The chief executive of DRL has set his sights on rescuing the Comet brand to expand his electricals group. Gemma Goldfingle reports
DRL is probably the biggest electricals group that you’ve never heard of.
But that is changing fast, thanks to chief executive John Roberts’ bid to rescue the Comet brand.
The Bolton-based entrepreneur is vying to add the collapsed retailer’s website to his electricals empire, which is centred on the Appliances Online business as well as a raft of white-label sites for big-name retailers.
Roberts set up DRL in 2000, after having notched up years of experience in the electricals trade. He was in charge of appliances at now-defunct kitchens company Moben when he decided to create his own business.
“I used to go to the pub every Friday with my mate Alan [Latchford] – the L in DRL – and I used to bore him saying there must be a better way,” recalls Roberts, referring to offering better customer service in the electricals market. “Alan finally turned round and said, ‘Will you just do something about it or shut up?’”
Roberts admits he knew “absolutely nothing” about the internet then but, luckily for him, Latchford worked in ecommerce. Together, they saw the internet as a way to simplify the supply chain process, enabling them to offer lower prices to consumers.
They teamed up with another friend John Dutton, who had a small distribution company, and DRL was born with the launch of Appliances Online.
“There are lots of references to Field of Dreams here. We’re constantly building things with blind faith that it will work,” says Roberts.
It was tough to start off with, because he was dealing with an industry that was reluctant to embrace change.
“Everyone wanted the channel to die,” he claims. “The big retailers didn’t want it and the manufacturers were against it, but customers vote with their credit cards.”
It was a move into white-label websites that helped the group grow in the early days. Sainsbury’s became DRL’s first client in 2004, which Roberts says was a key point because it helped the business build a relationship with manufacturers that were more at ease working with a known retail name.
It now runs appliances websites for Boots, Next and B&Q, among others. However, its core website, Appliances Online, is the biggest part of the group, accounting for 75% of revenue.
Although Roberts admits Appliances Online traded on price in the early days, he now believes it is service that sets it apart.
“The rules of the game have changed but the same old-fashioned principles still hold. Good old customer service is still key,” he says.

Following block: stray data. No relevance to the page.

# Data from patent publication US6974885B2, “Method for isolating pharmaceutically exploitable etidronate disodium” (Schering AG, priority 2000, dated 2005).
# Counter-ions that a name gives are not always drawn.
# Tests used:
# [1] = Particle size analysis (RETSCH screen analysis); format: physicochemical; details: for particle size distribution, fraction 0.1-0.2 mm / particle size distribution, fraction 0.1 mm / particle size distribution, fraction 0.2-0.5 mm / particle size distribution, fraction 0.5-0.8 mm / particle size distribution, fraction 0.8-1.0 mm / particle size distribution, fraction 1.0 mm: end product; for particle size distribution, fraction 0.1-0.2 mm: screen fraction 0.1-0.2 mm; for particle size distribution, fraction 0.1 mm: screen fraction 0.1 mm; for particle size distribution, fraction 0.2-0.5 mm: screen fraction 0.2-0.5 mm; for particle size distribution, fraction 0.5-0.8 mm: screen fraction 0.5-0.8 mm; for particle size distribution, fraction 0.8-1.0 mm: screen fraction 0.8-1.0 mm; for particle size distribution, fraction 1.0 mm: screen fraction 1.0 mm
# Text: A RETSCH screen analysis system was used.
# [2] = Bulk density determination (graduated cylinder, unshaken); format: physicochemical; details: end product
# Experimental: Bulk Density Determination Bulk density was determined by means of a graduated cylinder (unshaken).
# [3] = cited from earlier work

Roberts ranks John Lewis as Appliances Online’s biggest competitor, because both have the same stance on customer service. Appliances Online offers free next-day delivery and return as standard, while its Facebook page is testament to Roberts’ focus on customer service. The retailer has almost 600,000 ‘likes’ compared with 50,000 for Currys and PC World.
The down-to-earth tycoon encourages all of his call centre staff to have fun with customers and he gives them the autonomy to make financial decisions.
“We don’t recruit on qualifications, we recruit on DNA. It’s a positivity test – if you’re not positive, you’re not for us,” he says.
And Roberts is intent on growing the business. He believes Comet would be a strong addition to the DRL group and plans to operate it as he would a white-label site.
However, even if the deal doesn’t come off, the retailer still stands to benefit. Roberts says: “We’re doing pretty well on the back of Comet’s demise. One of the big challenges is making sure we don’t over trade.”
Roberts has high hopes for the business, which racked up sales of £151.5m and pre-tax profits of £3.35m in the year to March 31, 2011. It recently opened a new distribution centre in Crewe, which has the capacity to fulfil £1.5bn of sales a year.
It’s not all business for Roberts, who is heavily involved in Bolton-based children’s charity On Side, which was founded by DRL non-executive director Bill Holroyd.
It’s no surprise that Roberts is passionate about children, as he has his own brood at home.
“I have five children. Note to self: should have bought a telly,” he jokes.
2000 to present DRL chief executive
1995 to 1999 Moben head of appliance sales
1994 to 1995 Tecnik Appliances national sales manager